Tech Centers Driving Growth and Greater Commercial Real Estate Occupancy in Multiple Cities

January 31, 2012

A mid-January commentary in The Kiplinger Letter stated that the technology industry is driving growth, jobs and economic vigor with California leading the way (the state accounted for one in seven jobs created in the U.S. during 2011). In addition to the San Jose (Silicon Valley) to San Francisco submarkets, metro areas reaping the tech benefit are Seattle, Boise, Phoenix, Austin, San Diego and in the east, Raleigh N.C.

During the recent two years, the San Francisco Bay Area’s tech-strong economy, along with market drivers in social media, gaming and life sciences, have generated a larger volume of big transactions in Silicon Valley than just about any other period in history.

From early 2010 through the close of 2011, a combined 98 lease and sale transactions of 100,000 square feet or greater closed from San Jose to San Carlos, with an astounding total of 22,104,951 square feet of office and R&D space, according to Cornish & Carey Commercial Newmark Knight Frank.

The Bay Area’s commercial real estate market gained traction in 2010 and genuinely caught fire in 2011.

During 2011, 68 transactions of 100,000 square feet or greater closed in office and R&D sectors, totaling 15,862,169 square feet. In fact, total net absorption for Silicon Valley office and R&D product for 2011 was 5,483,943 square feet – an amount that is even greater than 1999 and 2000, which were record years before the bubble burst.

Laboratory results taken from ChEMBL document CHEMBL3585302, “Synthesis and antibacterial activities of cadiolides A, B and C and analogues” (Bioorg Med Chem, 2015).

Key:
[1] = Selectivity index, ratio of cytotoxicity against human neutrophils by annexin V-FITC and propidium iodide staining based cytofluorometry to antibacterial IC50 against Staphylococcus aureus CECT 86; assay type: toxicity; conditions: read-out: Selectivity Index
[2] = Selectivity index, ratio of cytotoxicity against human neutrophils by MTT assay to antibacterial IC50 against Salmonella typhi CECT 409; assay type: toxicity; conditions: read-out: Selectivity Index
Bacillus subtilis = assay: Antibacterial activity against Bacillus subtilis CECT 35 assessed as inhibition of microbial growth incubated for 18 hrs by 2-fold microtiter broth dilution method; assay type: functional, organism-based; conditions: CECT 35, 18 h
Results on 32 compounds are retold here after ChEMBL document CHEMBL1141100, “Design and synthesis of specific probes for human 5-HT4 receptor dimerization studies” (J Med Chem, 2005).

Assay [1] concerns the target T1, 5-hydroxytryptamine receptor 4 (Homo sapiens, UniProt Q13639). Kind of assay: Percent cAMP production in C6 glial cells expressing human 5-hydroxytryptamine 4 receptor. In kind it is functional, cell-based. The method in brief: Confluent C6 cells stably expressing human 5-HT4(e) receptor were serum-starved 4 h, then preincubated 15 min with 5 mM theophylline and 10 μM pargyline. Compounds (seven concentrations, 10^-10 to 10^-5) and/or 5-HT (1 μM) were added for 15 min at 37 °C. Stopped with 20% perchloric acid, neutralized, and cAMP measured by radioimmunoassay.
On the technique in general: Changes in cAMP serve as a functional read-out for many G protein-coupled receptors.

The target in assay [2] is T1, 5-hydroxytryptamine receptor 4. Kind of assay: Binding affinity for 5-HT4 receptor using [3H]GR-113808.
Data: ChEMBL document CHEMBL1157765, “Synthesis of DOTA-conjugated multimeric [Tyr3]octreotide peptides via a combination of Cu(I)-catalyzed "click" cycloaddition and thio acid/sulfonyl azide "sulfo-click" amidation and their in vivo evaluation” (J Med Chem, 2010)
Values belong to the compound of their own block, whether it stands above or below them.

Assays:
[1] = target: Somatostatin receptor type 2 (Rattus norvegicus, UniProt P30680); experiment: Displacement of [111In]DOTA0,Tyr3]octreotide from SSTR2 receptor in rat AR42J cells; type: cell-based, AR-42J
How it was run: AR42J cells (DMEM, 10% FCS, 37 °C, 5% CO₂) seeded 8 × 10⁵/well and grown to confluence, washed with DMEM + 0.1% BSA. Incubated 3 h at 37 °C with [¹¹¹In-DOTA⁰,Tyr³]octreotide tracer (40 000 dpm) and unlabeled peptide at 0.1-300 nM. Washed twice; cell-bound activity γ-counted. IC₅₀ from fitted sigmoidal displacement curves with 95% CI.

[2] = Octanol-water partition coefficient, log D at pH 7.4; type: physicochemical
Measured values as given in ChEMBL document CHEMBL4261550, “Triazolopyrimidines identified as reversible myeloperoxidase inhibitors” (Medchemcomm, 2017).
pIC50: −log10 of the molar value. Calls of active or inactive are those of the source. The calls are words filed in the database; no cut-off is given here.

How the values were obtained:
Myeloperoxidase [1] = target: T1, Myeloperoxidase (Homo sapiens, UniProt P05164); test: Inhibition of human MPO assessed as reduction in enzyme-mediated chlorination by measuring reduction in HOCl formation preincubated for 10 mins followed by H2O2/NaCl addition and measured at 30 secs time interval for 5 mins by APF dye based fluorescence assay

While the Bay Area witnessed several mega deals (Facebook and VMware each did nearly 1 million-square-foot deals and Google did one in excess of 700,000 square feet), commercial real estate conditions improved in the other tech cities as well.

In Austin, the overall office vacancy rate has declined to 16%, the lowest level in three years, according to Grubb & Ellis. Meanwhile, the Seattle Times ran an article late last year with a headline: ‘Commercial Landlords Rejoice! The Office Vacancy Rate is Dropping.’ The Times article cited a 55,000-square-foot leased inked by Expedia in Bellevue’s news Skyline Tower. And in Boise, one of the city’s headquarters companies – Clearwater Analytics, expanded its downtown presence last year by leasing an additional 11,561 square feet in the 9th & Idaho building, reports Colliers International. In addition, with office vacancy hovering at 16% during the 4th quarter of 2011 and Micron Technology continuing to expand its physical presence in Boise, additional start-up tech companies are likely to find opportunity in this market.  One example is the company Balihoo, which just secured an additional $5,000,000 of venture capital funding to expand its national presence.  Balihoo is headquartered in Boise.

Tech is not only driving jobs, but wages, too.

Tech-jobs website operator Dice Holdings Inc. reported that average annual salaries for Silicon Valley technology workers surpassed the $100,000 mark last year, pushed higher by the competition among tech companies to recruit and retain software and other engineers and programmers. The Valley’s tech salaries increase 5.2% in 2011, to $104,195, compared with a 2% increase for tech workers in the rest of the United States, to $81,237.

On the flip side, Kiplinger forecasted for this year that ports, manufacturing and warehousing will slow down around NYC, Northern New Jersey and Connecticut because of volatility in the stock markets with layoffs in NYC, and recession in Europe.

Posted by Gary Marsh


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